"After a year of reading articles about PHP and .NET, and trying my hand at HTML, it surprised me when I saw what I could do without reading a book or going to class," Merchak says. "Not everything came easy; some things require thought, and there's some trial and error. Finding our way didn't take long though. Once we learned a few things, we were even cleaning up our old applications because we knew what it was going to take to work in the GUI with the buttons and drop-down menus. If you put the right options and the function keys in the right place, the buttons and pull downs will work without a hitch and we never have to write any HTML.
"It was a matter of seeing what was not working properly and being able to quickly find the reason for it and applying the fix. When we had questions that we couldn't answer, looksoftware provided expert assistance.
"And then we began to see what could be done outside of the RPG programs by using looksoftware. Unwanted text can be blocked from appearing. There's no need for numbers next to everything like you see on the green screen. I think we are pretty proficient now with this as far as we've taken it."
As an example, Merchak said a few weeks ago there was a problem with a mobile app running on the iPhone. The original iPhone apps were created months earlier and he wondered whether he would remember his way around that app. Not a problem, he says, as he was able to navigate through it, find the problem, and fix it.
The transition to the new Internet portal has gone well. It's been a gradual process. Rather than just pulling the plug on the old system on January 1, there was a gradual introduction to the portal. Some customers were already using a link on the Valley Power website to log on to the Telnet sessions in the virtual private network where business was transacted. On January 1, that link took customers to the new Web-based pages.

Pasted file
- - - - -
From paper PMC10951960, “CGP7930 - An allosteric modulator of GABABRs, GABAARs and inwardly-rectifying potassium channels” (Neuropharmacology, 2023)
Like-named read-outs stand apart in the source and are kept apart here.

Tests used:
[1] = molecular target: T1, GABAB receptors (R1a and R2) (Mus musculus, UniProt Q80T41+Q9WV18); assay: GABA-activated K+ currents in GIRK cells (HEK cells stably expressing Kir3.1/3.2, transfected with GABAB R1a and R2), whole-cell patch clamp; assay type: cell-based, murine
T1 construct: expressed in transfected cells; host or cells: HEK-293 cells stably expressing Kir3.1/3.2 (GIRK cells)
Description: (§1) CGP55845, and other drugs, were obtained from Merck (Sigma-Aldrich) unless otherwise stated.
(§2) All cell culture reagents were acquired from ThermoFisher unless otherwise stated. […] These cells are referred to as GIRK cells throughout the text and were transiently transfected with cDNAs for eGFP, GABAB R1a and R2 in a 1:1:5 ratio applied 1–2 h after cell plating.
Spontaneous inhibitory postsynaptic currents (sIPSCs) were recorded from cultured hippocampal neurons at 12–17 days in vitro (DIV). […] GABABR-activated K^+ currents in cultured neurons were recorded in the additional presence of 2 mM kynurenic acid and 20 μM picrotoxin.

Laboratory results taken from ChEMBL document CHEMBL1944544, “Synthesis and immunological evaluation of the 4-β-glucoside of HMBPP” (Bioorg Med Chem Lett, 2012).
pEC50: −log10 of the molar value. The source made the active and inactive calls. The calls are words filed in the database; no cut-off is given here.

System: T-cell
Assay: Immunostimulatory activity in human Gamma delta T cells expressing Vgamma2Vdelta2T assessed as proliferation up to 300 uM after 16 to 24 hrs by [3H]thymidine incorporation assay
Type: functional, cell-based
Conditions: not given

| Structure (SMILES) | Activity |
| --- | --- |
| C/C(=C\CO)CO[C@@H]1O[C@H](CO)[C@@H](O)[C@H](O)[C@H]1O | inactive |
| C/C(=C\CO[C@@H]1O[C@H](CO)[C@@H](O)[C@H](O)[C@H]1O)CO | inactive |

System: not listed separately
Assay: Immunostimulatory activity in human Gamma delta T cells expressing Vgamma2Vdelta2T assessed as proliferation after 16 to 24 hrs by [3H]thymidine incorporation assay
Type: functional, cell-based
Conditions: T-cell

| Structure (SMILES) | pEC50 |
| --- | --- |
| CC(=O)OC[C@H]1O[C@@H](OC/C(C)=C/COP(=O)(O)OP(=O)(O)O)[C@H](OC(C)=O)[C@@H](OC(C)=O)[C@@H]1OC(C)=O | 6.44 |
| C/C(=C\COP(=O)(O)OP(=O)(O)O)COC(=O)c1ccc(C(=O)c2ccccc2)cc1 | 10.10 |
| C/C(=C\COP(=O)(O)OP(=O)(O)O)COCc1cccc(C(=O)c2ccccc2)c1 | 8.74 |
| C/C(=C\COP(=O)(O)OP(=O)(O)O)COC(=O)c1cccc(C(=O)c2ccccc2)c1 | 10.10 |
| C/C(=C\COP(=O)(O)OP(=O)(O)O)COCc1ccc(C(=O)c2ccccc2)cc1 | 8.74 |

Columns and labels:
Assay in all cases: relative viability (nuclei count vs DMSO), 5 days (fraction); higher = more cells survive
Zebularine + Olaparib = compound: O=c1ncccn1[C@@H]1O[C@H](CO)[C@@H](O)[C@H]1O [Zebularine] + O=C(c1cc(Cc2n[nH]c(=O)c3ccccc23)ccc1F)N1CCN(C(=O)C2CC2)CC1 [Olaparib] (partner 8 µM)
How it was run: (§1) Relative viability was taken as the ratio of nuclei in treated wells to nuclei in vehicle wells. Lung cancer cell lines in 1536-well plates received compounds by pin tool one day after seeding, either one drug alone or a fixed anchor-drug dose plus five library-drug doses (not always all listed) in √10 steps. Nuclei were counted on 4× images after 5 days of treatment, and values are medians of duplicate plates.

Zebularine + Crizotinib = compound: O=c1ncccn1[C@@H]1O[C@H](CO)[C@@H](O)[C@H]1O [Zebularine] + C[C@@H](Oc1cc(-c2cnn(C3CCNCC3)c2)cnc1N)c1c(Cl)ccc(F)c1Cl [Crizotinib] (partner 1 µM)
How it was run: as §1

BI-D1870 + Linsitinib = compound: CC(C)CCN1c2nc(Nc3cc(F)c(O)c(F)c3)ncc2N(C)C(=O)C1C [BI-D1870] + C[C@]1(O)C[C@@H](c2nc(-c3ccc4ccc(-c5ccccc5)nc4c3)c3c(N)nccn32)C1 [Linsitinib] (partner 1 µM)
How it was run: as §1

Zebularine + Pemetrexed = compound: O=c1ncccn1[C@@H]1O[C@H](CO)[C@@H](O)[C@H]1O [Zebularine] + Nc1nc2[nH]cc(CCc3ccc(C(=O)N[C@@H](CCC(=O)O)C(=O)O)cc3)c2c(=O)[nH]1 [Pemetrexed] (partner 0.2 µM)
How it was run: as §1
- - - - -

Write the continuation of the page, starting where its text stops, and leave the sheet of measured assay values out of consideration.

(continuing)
"I was expecting to get bombarded with phone calls immediately after taking down the old system," Merchak says. "Amazingly the old customers who used the green screen every day never called. I thought everyone would say 'What do I do now?' Because it was all so simple, they quickly figured out where to go."
End users do have the capability to toggle back and forth and view applications in green screen or GUI, whichever is their preference. Use of the new gateway continues to increase.
Customers that clung to the old Telnet gateway were rounded up and converted gradually over a period of four or five months. This process allowed the new gateway to be closely monitored and software licenses to be adjusted according to usage. The licensing is based on concurrent users and Valley Power currently has 30 licenses to handle the traffic.
Since replacing the old gateway, Merchak estimates Valley Power is saving between $10,000 and $15,000 a year in fees for that service. He also points out that the company saved a lot more money by being able to reuse rather than rewrite the existing apps.
Companies that remain on the fence about application modernization can gain some perspective by seeing what Valley Power has accomplished without getting mired in complex time- and labor-intensive projects that are budget busters. It took a phased approach and put as much effort as it could into accomplishing a few priorities.
And IT managers programmers who are limited by the amount of time it takes to learn new skills can also come away from this with a lesson.
"It's like a lot of things in this industry," Peterson, the programmer at Valley Power, says. "We went to school years ago and learned certain things. A lot of what we learned, we don't do any more. But what we really learned in school was how to learn how to learn.
"It applies to what we've been talking about today. By sitting down and pushing that application into production in less than six weeks, it gave us on-the-spot, intense use of the system. It was probably the best training we could have gotten because we did the same thing over and over while making sure it was working for us. That's how you remember steps later on. It's not some theory you learned in class. This involved applying things and seeing how it was working."